Non-traditional education: part-time learning

What is part-time learning?

Part-Time Adult Learner also Part-Time Learner (PTL) refers to a subset of non-traditional learner who pursues higher education, typically after reaching physical maturity, while living off-campus and possessing responsibilities related to family and/or employment. Many are from a minority or disadvantaged group (disability, immigrant status, etc.).

PTLs have access to numerous programs and fields of study to pursue. They can be enrolled in certificate, diploma, undergraduate (including after-degree) or graduate degrees, in credit or non-degree credit courses, all in a plethora of fields. The multiplicity of characteristics reflected by PTLs makes this segment of the student population challenging to study. Caution must be practiced when defining PTLs, since there are many variations amongst them.


Why part-time study has a great future?

Part-time study that leads to a full university degree is the key to getting round our graduate job problem.

There is an increasing groundswell growing right now in favor of part-time education. There are references in social media, in university magazines and wherever people gather to talk about students and their chances in life.

Earlier, studying came for free. One could do away without paying any money for their three years of graduation at a university and get a degree, completely free! That experience gave loads of grammar school types, to many students, the chance to get up and get on, to take on decent jobs that lead to decent careers. It isn’t so straightforward these days.

Student fees and the struggle today’s graduates have to find a job have changed the way education works. But I still believe in it, and I believe in it for far more people than are currently studying at university. So how are we to get round the problems that exist and maintain the thrill of deep, serious study that can transform anyone’s life? I think part-time study that leads to a full university degree holds the key to the answer. In fact, I know it does. In a research, I got to know that, numerous people have responded to say how wonderful it was to be able to study, while holding down a job, and then get a new qualification that upped their career chances and enriched their lives.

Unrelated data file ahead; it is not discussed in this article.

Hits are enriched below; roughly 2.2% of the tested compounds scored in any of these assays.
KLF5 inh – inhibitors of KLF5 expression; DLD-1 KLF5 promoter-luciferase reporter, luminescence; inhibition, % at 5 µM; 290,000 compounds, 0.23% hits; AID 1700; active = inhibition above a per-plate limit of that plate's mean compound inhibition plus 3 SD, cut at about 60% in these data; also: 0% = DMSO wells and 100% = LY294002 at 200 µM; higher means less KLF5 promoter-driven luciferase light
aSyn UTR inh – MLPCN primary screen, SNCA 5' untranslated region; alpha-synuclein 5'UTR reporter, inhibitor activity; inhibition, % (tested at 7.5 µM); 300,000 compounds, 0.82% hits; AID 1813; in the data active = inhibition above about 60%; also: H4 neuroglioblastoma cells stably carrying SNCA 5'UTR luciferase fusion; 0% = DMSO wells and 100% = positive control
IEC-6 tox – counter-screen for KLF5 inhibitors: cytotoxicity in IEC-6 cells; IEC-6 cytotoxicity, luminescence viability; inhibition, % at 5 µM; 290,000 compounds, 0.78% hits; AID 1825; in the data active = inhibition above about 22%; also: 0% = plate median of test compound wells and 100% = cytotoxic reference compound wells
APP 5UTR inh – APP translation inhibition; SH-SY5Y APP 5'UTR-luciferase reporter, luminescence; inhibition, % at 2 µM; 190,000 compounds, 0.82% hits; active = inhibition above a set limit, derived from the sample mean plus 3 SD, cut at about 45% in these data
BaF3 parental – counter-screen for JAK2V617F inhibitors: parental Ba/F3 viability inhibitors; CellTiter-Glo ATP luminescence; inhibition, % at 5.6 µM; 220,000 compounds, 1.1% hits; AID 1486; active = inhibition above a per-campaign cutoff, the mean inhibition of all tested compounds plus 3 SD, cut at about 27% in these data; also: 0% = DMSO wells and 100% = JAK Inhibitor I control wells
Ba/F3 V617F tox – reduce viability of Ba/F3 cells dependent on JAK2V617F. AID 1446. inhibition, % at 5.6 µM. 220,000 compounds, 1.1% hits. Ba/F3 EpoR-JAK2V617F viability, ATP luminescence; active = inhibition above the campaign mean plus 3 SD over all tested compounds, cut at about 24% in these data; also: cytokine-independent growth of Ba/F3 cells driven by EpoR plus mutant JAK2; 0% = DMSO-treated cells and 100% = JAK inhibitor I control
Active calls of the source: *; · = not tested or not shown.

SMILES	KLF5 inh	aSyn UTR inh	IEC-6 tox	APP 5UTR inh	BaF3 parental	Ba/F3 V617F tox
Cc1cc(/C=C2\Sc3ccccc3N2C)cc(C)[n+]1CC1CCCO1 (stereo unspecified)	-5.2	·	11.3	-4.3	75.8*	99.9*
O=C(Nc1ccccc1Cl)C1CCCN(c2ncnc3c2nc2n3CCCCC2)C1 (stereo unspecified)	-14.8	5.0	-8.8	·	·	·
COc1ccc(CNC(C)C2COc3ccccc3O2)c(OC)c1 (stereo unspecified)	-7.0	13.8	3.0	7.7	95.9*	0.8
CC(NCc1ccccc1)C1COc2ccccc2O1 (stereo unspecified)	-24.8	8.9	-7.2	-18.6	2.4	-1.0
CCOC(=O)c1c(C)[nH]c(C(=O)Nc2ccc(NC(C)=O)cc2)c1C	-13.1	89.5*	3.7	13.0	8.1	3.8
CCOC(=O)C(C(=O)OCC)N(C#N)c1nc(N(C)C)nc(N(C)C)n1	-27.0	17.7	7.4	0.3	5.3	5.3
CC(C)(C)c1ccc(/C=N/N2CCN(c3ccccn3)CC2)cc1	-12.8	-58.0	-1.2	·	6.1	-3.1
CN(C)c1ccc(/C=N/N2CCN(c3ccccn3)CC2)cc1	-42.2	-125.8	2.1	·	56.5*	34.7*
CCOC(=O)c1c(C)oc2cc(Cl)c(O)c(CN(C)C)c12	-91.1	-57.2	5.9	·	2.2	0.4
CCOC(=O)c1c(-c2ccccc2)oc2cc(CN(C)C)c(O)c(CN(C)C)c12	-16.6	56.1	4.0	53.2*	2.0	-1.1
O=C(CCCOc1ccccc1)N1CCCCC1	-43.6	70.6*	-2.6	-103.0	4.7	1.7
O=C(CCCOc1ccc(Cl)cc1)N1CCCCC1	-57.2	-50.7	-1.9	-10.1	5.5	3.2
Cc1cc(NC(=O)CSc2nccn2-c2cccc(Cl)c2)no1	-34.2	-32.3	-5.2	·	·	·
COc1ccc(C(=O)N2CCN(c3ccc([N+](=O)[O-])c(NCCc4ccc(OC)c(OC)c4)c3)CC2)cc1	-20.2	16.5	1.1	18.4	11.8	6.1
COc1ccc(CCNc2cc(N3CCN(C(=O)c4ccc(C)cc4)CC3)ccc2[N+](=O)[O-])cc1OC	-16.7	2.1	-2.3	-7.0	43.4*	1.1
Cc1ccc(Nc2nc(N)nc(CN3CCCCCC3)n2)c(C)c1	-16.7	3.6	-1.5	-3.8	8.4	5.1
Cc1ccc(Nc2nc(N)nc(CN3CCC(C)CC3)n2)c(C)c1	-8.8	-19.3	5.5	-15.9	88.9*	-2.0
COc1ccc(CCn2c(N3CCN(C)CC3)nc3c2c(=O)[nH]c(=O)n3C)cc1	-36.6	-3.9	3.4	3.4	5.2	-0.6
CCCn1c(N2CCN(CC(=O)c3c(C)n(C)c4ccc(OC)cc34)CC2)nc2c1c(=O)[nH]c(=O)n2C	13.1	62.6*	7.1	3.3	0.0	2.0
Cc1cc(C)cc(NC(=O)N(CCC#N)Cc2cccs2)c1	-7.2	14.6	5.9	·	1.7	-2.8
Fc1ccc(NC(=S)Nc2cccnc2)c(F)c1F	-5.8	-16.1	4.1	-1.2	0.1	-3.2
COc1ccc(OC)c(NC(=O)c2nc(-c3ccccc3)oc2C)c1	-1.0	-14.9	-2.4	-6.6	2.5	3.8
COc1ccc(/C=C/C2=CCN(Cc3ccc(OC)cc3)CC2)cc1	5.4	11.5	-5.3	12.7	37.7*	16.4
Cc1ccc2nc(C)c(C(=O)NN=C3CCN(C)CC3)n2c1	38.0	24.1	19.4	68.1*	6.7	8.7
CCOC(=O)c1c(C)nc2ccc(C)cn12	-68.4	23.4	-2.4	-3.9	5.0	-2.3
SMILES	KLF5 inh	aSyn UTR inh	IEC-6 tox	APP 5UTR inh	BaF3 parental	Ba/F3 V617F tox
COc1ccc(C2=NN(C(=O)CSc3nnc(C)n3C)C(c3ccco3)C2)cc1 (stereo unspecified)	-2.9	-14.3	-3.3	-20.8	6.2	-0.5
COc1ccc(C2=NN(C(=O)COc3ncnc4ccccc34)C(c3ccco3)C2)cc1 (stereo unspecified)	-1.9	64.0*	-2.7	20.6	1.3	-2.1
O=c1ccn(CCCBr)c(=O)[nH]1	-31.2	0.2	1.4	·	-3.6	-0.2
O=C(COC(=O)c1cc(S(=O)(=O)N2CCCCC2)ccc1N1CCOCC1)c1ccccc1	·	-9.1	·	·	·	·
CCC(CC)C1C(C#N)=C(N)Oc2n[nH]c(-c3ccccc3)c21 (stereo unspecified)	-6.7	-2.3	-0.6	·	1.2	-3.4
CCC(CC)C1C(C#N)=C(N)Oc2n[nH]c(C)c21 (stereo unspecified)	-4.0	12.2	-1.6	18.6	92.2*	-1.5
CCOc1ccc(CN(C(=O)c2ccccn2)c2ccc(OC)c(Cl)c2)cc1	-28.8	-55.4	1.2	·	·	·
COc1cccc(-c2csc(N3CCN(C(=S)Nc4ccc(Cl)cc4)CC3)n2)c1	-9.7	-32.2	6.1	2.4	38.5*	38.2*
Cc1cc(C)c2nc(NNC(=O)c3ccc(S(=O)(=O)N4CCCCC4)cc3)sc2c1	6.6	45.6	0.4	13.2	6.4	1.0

Some students come in their droves, rushing through the doors often after 5 o’clock in the afternoon once their day-job is over to hear lectures and seminars by some of the finest academics. You can tell these students care by the sense of bustle and enthusiasm in the air. There’s a reason for this: these are people who have thought hard about how to accommodate their study into their lives.

Many of them have partners, children, and mortgages. They know it won’t be simple, but with loans now available, they are discovering how rewarding it can be. The Open University too offers the same sort of part-time study towards a degree. I have friends among the elderly who are turning their retirement into a fulfilling use of time by taking an OU degree. Some 700,000 students currently study this way, one third of all higher education students.

There’s something timely about this campaign on the broader national scale. Student numbers are falling in the face of rising fees and loans. Young people who might once have seen university as their natural destination are rethinking what it means in hard money terms to spend three years without earning. The department for education and the department for business, innovation and skills both back the idea of part-time study.

It was Oscar Wilde who said “youth is wasted on the young.” The idea was taken up by his fellow Irishman GB Shaw who developed it into “education is wasted on the young”. Both were pithy quips concealing a nugget of truth. It is certainly the case that as we mature we learn to evaluate and judge our lives and the world around us in a more focused way. And it might be that we come to study and understand more profoundly than when we were young.

I’m not holding this to be an absolute. But it is surely true for many. That’s why part-time study has a great future.


Leave a Reply

Fill in your details below or click an icon to log in: Logo

You are commenting using your account. Log Out / Change )

Twitter picture

You are commenting using your Twitter account. Log Out / Change )

Facebook photo

You are commenting using your Facebook account. Log Out / Change )

Google+ photo

You are commenting using your Google+ account. Log Out / Change )

Connecting to %s